Earth Now, South Island, New Zealand.

Travelling around the South Island of New Zealand is like being immersed in an old Cinerama movie. The skies seem too big, the mountains too austere, the clouds too close, the Autumn colours more vivid. Earth, in all its majesty, is on show. Enter this landscape and be overwhelmed by the urgent need to protect it.

South Island, New Zealand.
Land of the long white cloud
Perfect earth pyramid, Central Otago

Also added to Ailsa’s Where’s My Backpack this week.

Sunset Soldier

A World War One Anzac sculpture stands in the main street of Invercargill, the soldier’s silhouette rises above the street, back turned to the May sunset. I turn to admire the decaying facade of a Victorian building along the main street and hope that a benefactor will come to its rescue. As I contemplate the fate of this building, I see him again – the soldier mirrored in the windows.

Decaying Victorian Buildings, Invercargill, New Zealand
Decaying Victorian Buildings, Invercargill, New Zealand
Sunset Soldier, War Memorial, Invercargill, New Zealand
Sunset Soldier, War Memorial, Invercargill, New Zealand

Akaroa, New Zealand’s French Village

It is unusual to find French settlements in Australia: it seems that on every occasion when French explorers, cartographers and naturalists came sniffing around, they were pipped at the post by the Poms.

Fishing Boat. Akaroa
Fishing Boat. Akaroa

Given the absence of historic Frenchness in Australia, it was a surprise then to find a quaint little French village in the South island of New Zealand. Akaroa ( its French name became Port Louis Phillipe for some time before reverting back to the original Maori name) began its French life in 1838, when Captain Francois Langloir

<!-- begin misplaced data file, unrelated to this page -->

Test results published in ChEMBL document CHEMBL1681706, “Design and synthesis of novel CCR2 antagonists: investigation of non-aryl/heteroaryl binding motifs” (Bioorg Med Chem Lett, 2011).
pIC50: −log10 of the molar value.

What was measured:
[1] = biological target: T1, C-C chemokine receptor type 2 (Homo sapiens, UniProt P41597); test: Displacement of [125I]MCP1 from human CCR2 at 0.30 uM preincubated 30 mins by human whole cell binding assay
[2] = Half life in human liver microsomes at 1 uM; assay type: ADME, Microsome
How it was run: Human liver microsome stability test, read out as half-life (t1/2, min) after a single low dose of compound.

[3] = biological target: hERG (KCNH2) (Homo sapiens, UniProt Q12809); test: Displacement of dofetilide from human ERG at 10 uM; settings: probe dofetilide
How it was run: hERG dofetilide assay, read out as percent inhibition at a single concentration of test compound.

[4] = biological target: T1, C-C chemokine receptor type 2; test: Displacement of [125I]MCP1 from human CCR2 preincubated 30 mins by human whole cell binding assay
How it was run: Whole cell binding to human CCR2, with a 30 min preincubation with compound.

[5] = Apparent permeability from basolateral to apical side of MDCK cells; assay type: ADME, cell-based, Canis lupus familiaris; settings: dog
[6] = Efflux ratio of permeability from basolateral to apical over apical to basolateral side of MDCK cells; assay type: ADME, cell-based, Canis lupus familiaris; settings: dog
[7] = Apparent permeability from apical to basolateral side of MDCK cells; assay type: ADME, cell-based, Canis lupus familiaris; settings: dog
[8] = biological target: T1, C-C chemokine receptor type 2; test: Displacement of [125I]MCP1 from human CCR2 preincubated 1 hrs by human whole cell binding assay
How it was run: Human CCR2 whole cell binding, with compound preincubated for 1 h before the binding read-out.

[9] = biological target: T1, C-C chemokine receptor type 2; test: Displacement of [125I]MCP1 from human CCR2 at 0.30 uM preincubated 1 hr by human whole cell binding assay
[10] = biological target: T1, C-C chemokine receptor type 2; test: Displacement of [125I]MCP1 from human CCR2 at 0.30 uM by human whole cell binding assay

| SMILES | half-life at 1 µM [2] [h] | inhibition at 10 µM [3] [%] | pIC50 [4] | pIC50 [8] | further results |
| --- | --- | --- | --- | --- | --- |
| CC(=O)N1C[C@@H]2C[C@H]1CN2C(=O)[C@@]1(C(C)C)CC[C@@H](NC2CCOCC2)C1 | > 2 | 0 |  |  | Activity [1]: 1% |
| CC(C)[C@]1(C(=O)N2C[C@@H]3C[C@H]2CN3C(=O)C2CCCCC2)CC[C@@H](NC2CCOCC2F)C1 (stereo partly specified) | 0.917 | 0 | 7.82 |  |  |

‘ made a provisional purchase of land in the greater Banks Peninsula from Tuaanau… On his return to France, he advertised for settlers to come to New Zealand and ceded his interest in the land to the Nanto- Bordelaise Company of which he became a part owner. On 9 March 1840, 63 emigrants left from Rochefort. The settlers embarked on the Comte de Paris – an old man-of-war ship given to them by the French government – for New Zealand. The Comte de Paris and its companion ship the Aube, arrived in the  Bay of Islands in the North Island on 11 July 1840, where they discovered that the Banks Peninsula had been claimed by the British. The French arrived in Akaroa on 18 August and established a settlement.’¹

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Today, Akaroa and the nearby smaller settlement of Duvauchelle, retain a pride in their French beginnings, fostering French detail in the local architecture, and ambience as well as holding a biennial French festival held in odd-numbered years in Akaroa.

Those looking for a French conversation will most likely be disappointed. Most of the old-time French speakers have long passed. There is a French cemetery, French named streets and of course, French bistros and restaurants, the local gendarmerie and a boucherie, a French backpacker hostel and wine bars. The local council is active in preserving its French heritage; new buildings and beachside apartments come with de rigueur French roof lines. It stops short, just, of being theme parkish.

Akaroa Museum. Preserved French colonial building
Akaroa Museum. Preserved French colonial building
Le Bsitrot
The Little Bistro

Other pleasant pastimes include a stroll down the long picturesque jetty, stopping along the way for a tray of Murphy’s freshly caught and grilled fish. In town there is a famous cooking school, coffee shops and restaurants along the promenade, sea voyages to visit the Akaroa Dolphins and other wild sea creatures, getting completely lost in the Garden of Tane, strolling through the older parts of the village, and the listening to the Tim Minchin -like guy who plays classical music on an old piano along the main promenade.

Akaroa busker

Like many place names in New Zealand, the name Akaroa is Maori, meaning “Long Harbour”, which is spelled “Whangaroa” in standard Māori.